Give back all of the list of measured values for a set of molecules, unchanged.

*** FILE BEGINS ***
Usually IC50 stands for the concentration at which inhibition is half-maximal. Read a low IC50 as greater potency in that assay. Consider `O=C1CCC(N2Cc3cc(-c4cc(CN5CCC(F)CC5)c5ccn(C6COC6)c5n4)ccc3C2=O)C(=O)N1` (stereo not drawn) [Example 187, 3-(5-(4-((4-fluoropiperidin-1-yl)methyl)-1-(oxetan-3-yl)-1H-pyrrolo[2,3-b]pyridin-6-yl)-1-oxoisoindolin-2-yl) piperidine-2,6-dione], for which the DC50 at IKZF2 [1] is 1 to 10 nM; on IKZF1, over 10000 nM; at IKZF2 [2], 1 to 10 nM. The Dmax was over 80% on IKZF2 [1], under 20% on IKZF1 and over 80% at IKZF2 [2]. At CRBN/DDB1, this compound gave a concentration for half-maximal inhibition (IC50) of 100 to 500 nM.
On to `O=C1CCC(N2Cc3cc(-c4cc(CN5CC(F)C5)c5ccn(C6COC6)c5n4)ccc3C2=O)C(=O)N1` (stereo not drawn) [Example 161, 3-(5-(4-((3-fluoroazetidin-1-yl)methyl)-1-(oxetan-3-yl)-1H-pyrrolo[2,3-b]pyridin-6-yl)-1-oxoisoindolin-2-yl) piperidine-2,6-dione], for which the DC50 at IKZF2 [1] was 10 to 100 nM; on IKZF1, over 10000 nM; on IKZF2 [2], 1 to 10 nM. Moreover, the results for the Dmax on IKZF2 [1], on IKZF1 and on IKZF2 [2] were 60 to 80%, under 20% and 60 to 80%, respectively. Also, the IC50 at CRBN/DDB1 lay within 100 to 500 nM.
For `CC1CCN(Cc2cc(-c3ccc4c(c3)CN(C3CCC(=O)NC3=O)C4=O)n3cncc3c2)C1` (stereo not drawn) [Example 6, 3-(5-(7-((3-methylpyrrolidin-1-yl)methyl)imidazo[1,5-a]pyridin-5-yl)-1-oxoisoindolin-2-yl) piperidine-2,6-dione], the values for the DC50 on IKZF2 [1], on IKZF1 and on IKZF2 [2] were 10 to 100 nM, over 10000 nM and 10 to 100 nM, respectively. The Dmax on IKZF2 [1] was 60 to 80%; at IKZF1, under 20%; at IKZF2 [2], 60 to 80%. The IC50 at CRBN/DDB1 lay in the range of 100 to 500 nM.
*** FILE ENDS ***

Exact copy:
Usually IC50 stands for the concentration at which inhibition is half-maximal. Read a low IC50 as greater potency in that assay. Consider `O=C1CCC(N2Cc3cc(-c4cc(CN5CCC(F)CC5)c5ccn(C6COC6)c5n4)ccc3C2=O)C(=O)N1` (stereo not drawn) [Example 187, 3-(5-(4-((4-fluoropiperidin-1-yl)methyl)-1-(oxetan-3-yl)-1H-pyrrolo[2,3-b]pyridin-6-yl)-1-oxoisoindolin-2-yl) piperidine-2,6-dione], for which the DC50 at IKZF2 [1] is 1 to 10 nM; on IKZF1, over 10000 nM; at IKZF2 [2], 1 to 10 nM. The Dmax was over 80% on IKZF2 [1], under 20% on IKZF1 and over 80% at IKZF2 [2]. At CRBN/DDB1, this compound gave a concentration for half-maximal inhibition (IC50) of 100 to 500 nM.
On to `O=C1CCC(N2Cc3cc(-c4cc(CN5CC(F)C5)c5ccn(C6COC6)c5n4)ccc3C2=O)C(=O)N1` (stereo not drawn) [Example 161, 3-(5-(4-((3-fluoroazetidin-1-yl)methyl)-1-(oxetan-3-yl)-1H-pyrrolo[2,3-b]pyridin-6-yl)-1-oxoisoindolin-2-yl) piperidine-2,6-dione], for which the DC50 at IKZF2 [1] was 10 to 100 nM; on IKZF1, over 10000 nM; on IKZF2 [2], 1 to 10 nM. Moreover, the results for the Dmax on IKZF2 [1], on IKZF1 and on IKZF2 [2] were 60 to 80%, under 20% and 60 to 80%, respectively. Also, the IC50 at CRBN/DDB1 lay within 100 to 500 nM.
For `CC1CCN(Cc2cc(-c3ccc4c(c3)CN(C3CCC(=O)NC3=O)C4=O)n3cncc3c2)C1` (stereo not drawn) [Example 6, 3-(5-(7-((3-methylpyrrolidin-1-yl)methyl)imidazo[1,5-a]pyridin-5-yl)-1-oxoisoindolin-2-yl) piperidine-2,6-dione], the values for the DC50 on IKZF2 [1], on IKZF1 and on IKZF2 [2] were 10 to 100 nM, over 10000 nM and 10 to 100 nM, respectively. The Dmax on IKZF2 [1] was 60 to 80%; at IKZF1, under 20%; at IKZF2 [2], 60 to 80%. The IC50 at CRBN/DDB1 lay in the range of 100 to 500 nM.